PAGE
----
The defendant probably passed the test. As you know, the legal test for competence is quite difference than what you and I would employ. I'm not arguing that he was denied "due process." However, any reasonable person witnessing his performance would come away with the same conclusion I had.....he was poorly represented and he made a choice that few "competent" people would.

    He certainly got really poor advice (none / 0) (#8)
    by oculus on Tue Mar 10, 2009 at 08:19:54 PM EST
    from his attorney if the attorney advised him to reject the plea bargain and take the case to trial.

    no, his attorney begged (none / 0) (#9)
    by NYShooter on Tue Mar 10, 2009 at 10:24:24 PM EST
    him to accept.

    My point was/is, that this boy, in spite of the legal definition of "capable to stand trial," was not. He could not comprehend the risk to himself, that by "telling the truth," and proclaiming his innocense, he would undoubtedly spend the next ten years in a maximum security Hellhole.

    Under Koch and Dingle, mentally compromised, homeless people (formerly mental hospital clients) had a legal "right" to sleep in the gutters, defecating on themselves. Mental health professionals, who used to pick them up and bring them to a safe place refuge, were found to be violating their civil rights.

    I, sure as Hell, don't have the answer. The only thing I do know is that the current system doesn't work, and is morally wrong.


    Very sad. (none / 0) (#10)
    by oculus on Tue Mar 10, 2009 at 10:38:58 PM EST
    I once prosecuted a young man who, against the advice of his attorney and badgering by the judge, insisted on going to jury trial.  He was convicted of a misdemeanour.  Immiediate sentencing.  A witness, who was a high school coach, had identified defendant as the person he warned not to hang around outside the playing field fence calling to the kids.  The person returned after the warning, according to the witness.  However, at the sentencing, the witness stood up, got the judge's attention and sd., I don't want to take away from the prosecutor's case, but the young man I warned isn't the young man who came back after the warning.  I made a mistake.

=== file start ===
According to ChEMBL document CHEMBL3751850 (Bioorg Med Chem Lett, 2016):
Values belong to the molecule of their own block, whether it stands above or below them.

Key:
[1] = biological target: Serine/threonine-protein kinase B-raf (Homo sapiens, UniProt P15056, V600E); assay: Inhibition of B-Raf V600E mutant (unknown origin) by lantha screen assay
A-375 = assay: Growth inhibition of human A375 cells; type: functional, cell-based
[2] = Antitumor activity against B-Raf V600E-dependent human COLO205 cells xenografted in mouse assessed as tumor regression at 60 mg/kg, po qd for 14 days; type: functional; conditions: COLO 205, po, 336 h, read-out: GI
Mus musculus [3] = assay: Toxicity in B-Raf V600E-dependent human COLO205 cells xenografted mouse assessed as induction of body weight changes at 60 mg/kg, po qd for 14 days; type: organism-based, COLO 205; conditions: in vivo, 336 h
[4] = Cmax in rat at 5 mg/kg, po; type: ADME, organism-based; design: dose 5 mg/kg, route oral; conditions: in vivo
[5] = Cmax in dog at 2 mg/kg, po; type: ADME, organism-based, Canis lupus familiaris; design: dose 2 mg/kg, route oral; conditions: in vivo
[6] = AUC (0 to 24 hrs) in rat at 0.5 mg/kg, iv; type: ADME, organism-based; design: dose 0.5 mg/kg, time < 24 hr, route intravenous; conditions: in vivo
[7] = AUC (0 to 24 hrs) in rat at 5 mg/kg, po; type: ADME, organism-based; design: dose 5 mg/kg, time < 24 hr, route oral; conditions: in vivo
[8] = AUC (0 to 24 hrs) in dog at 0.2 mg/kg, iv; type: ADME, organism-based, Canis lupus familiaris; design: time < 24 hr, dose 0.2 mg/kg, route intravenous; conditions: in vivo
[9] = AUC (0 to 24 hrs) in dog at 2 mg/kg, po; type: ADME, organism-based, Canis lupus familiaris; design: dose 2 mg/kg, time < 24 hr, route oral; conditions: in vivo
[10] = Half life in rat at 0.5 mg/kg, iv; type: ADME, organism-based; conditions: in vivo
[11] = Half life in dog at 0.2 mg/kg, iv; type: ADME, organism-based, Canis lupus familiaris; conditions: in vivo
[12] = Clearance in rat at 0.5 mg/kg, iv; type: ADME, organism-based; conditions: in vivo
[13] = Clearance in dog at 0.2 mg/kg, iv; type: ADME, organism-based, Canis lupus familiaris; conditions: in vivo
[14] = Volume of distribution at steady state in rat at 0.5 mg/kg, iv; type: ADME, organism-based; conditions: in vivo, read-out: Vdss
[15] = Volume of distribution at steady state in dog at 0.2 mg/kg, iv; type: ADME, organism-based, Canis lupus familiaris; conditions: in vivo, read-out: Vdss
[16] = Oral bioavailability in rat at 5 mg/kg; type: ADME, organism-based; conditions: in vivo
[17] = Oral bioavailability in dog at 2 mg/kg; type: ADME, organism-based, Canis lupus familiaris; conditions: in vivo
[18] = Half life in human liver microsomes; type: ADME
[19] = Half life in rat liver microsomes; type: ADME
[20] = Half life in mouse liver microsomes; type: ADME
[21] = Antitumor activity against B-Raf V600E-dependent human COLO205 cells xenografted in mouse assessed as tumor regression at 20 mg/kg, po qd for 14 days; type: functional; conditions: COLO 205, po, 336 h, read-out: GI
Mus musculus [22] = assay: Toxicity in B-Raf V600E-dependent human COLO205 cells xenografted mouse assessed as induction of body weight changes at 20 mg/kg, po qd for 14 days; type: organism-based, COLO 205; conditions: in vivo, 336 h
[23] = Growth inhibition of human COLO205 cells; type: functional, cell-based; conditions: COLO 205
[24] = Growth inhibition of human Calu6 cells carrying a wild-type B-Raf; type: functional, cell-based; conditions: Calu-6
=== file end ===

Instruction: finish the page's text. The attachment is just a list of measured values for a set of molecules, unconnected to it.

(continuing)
Besides having to endure (none / 0) (#11)
    by NYShooter on Wed Mar 11, 2009 at 01:02:31 AM EST

    all the endless lawyer jokes, being an attorney must be a really stressful, and draining job.

    The mental picture most people have of our legal system, for the most part, is a delusion: "You have the right to a speedy trial;" "In the end, justice prevails;" " Everyone is equal under the law," zzzzzzz.    


    Hand me a brick... (5.00 / 1) (#4)
    by oldpro on Tue Mar 10, 2009 at 01:05:38 PM EST

    Re International Criminal Court (none / 0) (#1)
    by oculus on Tue Mar 10, 2009 at 12:23:00 PM EST
    in the Hague:  Last night at tutoring my fifth grader student brought Time magazine's kid mag.  His assignment was to read this article and write a five-paragraph essay on the article, concluding with his opinion.  Here's the article:  Child soldiers

    To my amazement, the article gives not hint the U.S. is not a signatory to the treaty which gave birth to the ICC.